Northamptonshire Bat Ecologists that WANT you get your planning permission
You might need a bat survey to get planning permission to develop a site or demolish a building in Northamptonshire.
You may need one if your development is likely to impact Northamptonshire’s bat population. No matter how trivial you may perceive this impact to be, the local authority won’t give you planning consent unless they’re satisfied that you’ve met your legal obligations. A bat survey and report will give your planning Case Officer evidence to support a positive planning decision. If you don’t give them this evidence, they can’t allow your development to move forwards.
You must seek advice as to whether or not you need a bat survey right away. However, the only people who can give you the right answer here are the Planners at your local planning authority.
Why “as soon as possible”?
Because some bat surveys (known as phase 2 bat surveys or bat emergence surveys) can take place at certain times of year when bats are very active. Wait too long to get the advice you need, and you could be left waiting for months. One local example of this is South Northamptonshire’s plans to demolish and old Co-Op to make way for a car park. An initial survey indicated that bats have taken up residence in the shop. But, they’re having to wait months for the crucial bat activity survey that’ll determine how many bats are using the site and allow the bat surveyor to devise suitable mitigation and compensation.
Other groups will also be eager to see that you’re doing everything you can to look after any bats in the course of your development – and long after it has finished. Local groups and residents object to planning applications that may harm wildlife and habitats on a regular basis. A few years ago, a proposal to convert a disused rail tunnel that lies between Charwelton and Upper Catesby into a vehicle testing facility met opposition from a coalition of environmental and wildlife groups. The plans were approved, but objections like these underscore the importance of having a bat report to prove that your scheme is balanced against the needs of Northamptonshire’s bats.
Common features in Northamptonshire that could attract bats
If your development is anywhere near flowing water like the River Nene in Northampton or a large body of standing water like a reservoir or lake, the probability of you encountering bats goes up significantly. As well as offering plenty of food, there’s usually an abundance of natural and man-made features like trees and bridges near water that provide a safe haven.
Bats are also increasingly attracted to using artificial structures as urban centres expand further and further into the countryside. Indeed, the loss of natural roosts means that man-made roosts are necessary for some bat species to survive. With this in mind, if your site has any buildings on it with hanging tiles, slate roofs, vents, chimneys or any other architectural feature that could conceivably crack, you could have a bat problem. Obviously, this means that pretty much any building may well house a bat roost, but a general rule of thumb is that the older and more dilapidated the structure, the greater the likelihood that bats will be present.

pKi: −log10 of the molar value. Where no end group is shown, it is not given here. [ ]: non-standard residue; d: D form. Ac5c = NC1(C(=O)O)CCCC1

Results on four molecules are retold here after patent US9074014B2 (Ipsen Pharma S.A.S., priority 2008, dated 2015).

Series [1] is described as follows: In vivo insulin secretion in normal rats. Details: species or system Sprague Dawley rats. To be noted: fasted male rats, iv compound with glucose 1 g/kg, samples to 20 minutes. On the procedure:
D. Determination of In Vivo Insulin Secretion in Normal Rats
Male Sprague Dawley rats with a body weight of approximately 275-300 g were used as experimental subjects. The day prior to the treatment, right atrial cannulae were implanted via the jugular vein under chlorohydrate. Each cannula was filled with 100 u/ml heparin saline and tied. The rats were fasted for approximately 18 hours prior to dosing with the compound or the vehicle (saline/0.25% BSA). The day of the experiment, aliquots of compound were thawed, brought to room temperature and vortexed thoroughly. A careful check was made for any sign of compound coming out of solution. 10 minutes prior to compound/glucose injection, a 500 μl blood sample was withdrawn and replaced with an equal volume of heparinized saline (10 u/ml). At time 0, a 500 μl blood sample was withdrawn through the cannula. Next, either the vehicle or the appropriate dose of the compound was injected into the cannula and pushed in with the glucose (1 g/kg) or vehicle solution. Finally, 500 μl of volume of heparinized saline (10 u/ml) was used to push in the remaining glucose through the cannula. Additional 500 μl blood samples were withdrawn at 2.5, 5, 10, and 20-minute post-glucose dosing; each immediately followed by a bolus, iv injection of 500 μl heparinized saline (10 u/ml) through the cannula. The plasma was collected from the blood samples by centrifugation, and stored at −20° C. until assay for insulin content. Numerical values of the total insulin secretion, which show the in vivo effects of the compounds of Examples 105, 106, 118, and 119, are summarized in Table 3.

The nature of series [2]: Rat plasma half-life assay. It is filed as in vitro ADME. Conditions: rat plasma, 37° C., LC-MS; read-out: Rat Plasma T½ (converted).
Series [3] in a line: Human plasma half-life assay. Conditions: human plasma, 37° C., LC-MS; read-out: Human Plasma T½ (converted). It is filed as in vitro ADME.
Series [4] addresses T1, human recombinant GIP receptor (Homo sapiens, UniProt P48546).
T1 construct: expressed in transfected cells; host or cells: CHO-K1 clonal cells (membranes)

However, this doesn’t mean you won’t find bats in the loft of a new-build that was only finished last year!
All the more reason to find out if you need a bat report – sooner rather than later.
Bat-friendly development for Northamptonshire
The new local plan, recently submitted to the government, includes plans for a wide range of developments. These include 18,000 new homes across multiple sites and major regeneration work in Northampton town centre.
That said, the Local Planning Authority won’t let developers or homeowners go through with schemes that are injurious to wildlife. And developers that do press on without planning permission could face criminal charges. All bats are protected by weighty legislation, and hurting bats without permission from LPA and a proper licence can lead to the offender receiving a criminal record. In especially egregious cases, sanctions include an unlimited fine or even a prison sentence.
Averill, J. 2020. Demolition of Co-Op site could be delayed to ‘relocate’ bats. [Online]. Available from: https://www.northamptonchron.co.uk/news/politics/demolition-co-op-site-could-be-delayed-relocate-bats-3047463(Accessed 4th March 2021)
Macleod, L. 2021. Plans to build 18,000 homes and create 28,500 jobs in Northampton submitted to government. [Online]. Available from: https://www.northamptonchron.co.uk/news/politics/council/plans-build-18000-homes-and-create-28500-jobs-northampton-submitted-government-3130916 (Accessed 4th March 2021)
Northampton Borough Council. 2020. Northampton Local Plan Part 2 2011 – 2029 Submission Version December 2020. [Online]. Available from: https://www.northampton.gov.uk/downloads/file/12589/01-northampton-local-plan-part-2-submission-version (Accessed 4th March 2021)
Rannard, S. 2017. Rail tunnel research facility set for nod. [Online]. Available from: https://www.insidermedia.com/news/midlands/rail-tunnel-research-facility-set-for-nod (Accessed 4th March 2021)